Estrogen and Its Effects

1329 WordsFeb 24, 20126 Pages
Jenna Gunselman 12/1/2011 Biochemistry Extra Credit Paper Estrogen and Its Effects Estrogens are steroids that are important in the reproductive cycles of humans and some animals, and they are the main female sex hormones. They easily diffuse across cell membranes, and once they are inside, they bind to estrogen receptors to control many genes and their expressions. In human women, there are three types of estrogen: estradiol, which is the dominant form of estrogen in women who are not pregnant, estrone, which is produced during menopause, and estriol, which is found in pregnant women. Estradiol is the most potent of the three types of estrogen found in women, almost ten times stronger than estrone and almost eighty times stronger…show more content…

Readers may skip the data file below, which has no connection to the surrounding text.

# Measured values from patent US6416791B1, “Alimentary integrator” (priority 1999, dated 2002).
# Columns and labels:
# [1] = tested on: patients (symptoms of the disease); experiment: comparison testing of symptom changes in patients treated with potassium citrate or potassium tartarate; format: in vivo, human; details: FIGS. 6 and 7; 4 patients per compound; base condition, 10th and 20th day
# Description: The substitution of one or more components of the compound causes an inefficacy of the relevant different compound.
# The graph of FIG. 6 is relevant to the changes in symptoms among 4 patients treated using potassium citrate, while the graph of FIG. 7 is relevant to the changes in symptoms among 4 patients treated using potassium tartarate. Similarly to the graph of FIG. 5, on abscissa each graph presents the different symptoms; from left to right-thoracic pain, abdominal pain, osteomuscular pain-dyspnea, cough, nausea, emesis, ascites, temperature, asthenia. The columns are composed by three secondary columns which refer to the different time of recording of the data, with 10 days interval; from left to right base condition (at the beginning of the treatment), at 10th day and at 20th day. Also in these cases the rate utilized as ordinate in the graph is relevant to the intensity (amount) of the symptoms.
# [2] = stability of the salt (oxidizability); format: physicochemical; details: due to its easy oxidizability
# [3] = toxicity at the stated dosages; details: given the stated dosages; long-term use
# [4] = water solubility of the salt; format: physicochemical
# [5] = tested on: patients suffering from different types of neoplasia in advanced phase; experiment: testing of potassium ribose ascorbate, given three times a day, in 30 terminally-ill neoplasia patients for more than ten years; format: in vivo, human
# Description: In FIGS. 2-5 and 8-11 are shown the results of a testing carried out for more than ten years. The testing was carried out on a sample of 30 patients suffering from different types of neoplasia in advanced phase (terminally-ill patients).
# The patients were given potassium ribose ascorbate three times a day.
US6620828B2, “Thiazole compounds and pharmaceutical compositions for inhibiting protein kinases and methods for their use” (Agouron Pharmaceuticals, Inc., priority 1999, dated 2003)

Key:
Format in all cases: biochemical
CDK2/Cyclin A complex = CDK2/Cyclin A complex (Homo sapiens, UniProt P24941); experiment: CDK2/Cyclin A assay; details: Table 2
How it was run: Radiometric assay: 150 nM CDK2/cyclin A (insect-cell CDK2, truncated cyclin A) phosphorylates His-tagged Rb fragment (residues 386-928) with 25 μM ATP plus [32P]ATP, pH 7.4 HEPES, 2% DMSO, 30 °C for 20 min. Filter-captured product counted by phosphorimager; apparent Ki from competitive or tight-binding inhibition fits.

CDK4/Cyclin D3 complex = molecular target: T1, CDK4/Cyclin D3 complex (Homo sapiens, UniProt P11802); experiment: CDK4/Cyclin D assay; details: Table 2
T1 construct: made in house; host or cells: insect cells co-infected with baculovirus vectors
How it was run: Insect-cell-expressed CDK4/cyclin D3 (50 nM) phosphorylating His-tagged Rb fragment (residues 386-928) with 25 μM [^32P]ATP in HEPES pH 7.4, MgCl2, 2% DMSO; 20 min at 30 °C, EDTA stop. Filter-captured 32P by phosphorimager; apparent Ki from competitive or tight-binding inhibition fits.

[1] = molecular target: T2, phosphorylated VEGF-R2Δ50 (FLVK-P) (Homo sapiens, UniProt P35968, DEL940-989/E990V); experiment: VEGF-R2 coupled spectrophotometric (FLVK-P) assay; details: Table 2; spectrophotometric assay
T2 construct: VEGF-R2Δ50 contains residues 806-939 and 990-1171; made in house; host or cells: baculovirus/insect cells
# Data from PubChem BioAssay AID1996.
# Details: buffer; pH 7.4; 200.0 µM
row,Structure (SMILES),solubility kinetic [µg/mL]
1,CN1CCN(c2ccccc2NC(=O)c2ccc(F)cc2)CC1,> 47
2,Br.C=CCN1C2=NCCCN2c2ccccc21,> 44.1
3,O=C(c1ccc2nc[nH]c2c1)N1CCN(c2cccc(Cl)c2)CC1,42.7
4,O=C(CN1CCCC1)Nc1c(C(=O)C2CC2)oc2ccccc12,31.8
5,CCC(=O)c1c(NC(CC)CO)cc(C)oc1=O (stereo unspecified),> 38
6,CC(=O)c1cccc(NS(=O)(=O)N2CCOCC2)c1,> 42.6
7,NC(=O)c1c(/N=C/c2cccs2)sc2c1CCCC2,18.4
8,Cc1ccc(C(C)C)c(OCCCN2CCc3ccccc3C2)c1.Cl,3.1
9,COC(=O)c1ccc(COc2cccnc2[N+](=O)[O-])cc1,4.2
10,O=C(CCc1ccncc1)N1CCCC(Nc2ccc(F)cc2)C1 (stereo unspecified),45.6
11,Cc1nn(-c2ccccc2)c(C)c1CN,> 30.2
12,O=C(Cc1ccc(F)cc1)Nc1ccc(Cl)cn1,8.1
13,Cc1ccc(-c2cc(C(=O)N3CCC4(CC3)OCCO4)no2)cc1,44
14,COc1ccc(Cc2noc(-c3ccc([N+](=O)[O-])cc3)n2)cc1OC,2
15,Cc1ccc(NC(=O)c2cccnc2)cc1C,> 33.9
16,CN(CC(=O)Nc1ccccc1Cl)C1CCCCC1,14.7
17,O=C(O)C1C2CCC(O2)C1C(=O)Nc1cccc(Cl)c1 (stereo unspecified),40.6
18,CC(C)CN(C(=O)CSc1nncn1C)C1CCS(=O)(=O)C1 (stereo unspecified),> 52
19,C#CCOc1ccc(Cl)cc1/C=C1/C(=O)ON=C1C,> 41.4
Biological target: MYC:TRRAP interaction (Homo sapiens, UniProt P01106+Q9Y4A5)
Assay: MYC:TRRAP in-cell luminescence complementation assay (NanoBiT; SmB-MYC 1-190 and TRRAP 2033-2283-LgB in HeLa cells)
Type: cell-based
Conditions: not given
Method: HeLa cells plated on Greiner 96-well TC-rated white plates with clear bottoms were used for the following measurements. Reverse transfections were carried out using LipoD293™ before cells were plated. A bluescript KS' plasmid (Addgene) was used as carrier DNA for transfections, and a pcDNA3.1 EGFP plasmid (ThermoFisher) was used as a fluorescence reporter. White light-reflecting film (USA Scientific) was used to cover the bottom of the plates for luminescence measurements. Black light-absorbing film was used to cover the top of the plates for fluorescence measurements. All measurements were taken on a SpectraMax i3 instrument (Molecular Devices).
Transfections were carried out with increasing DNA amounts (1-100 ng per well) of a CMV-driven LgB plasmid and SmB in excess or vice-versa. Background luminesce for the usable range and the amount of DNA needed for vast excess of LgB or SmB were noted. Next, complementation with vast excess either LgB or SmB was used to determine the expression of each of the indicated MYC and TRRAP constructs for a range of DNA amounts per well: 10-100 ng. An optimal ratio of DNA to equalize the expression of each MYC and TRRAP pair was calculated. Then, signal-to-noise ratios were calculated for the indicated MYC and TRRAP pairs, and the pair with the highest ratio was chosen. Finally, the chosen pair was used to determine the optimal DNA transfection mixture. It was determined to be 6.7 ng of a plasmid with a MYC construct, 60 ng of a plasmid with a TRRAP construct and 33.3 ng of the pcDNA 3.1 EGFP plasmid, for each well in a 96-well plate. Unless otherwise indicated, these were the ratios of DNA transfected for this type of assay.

Both groups were then exposed for another 24 hours to etoposide, a drug used in chemotherapy that promotes apoptosis. The results of this test showed that caspase-3 activity decreased in cells treated with estrogen, but increased in cells not treated with estrogen. This supports the hypothesis that estradiol does have an effect on apoptosis in bone cells, and that without it, cell death will increase and bone density will diminish. In addition to its effects on bone health, estrogen also has a huge effect on the cardiovascular system. Studies have shown that it increases the levels of HDL, or “good” cholesterol, decreases the levels of LDL, or “bad” cholesterol, and relaxes and dilates blood vessels so that blood flow will increase. There is also evidence that estrogens contribute to the maintenance of the health of the endothelium, or the lining of the blood vessels, thus further protecting the cardiovascular system from plaque and heart disease. With menopause, estradiol levels drop, and so these effects on the heart and blood vessels are lowered, giving postmenopausal women a higher risk of heart disease than premenopausal women. A study done by Kim and Levin in 2006 at the University of California states that 17-beta-estradiol typically has a protective property on the cardiovascular system, and that it decreases the amount of cell death in cardiomyocytes, or heart muscle cells. To test this theory, female rats
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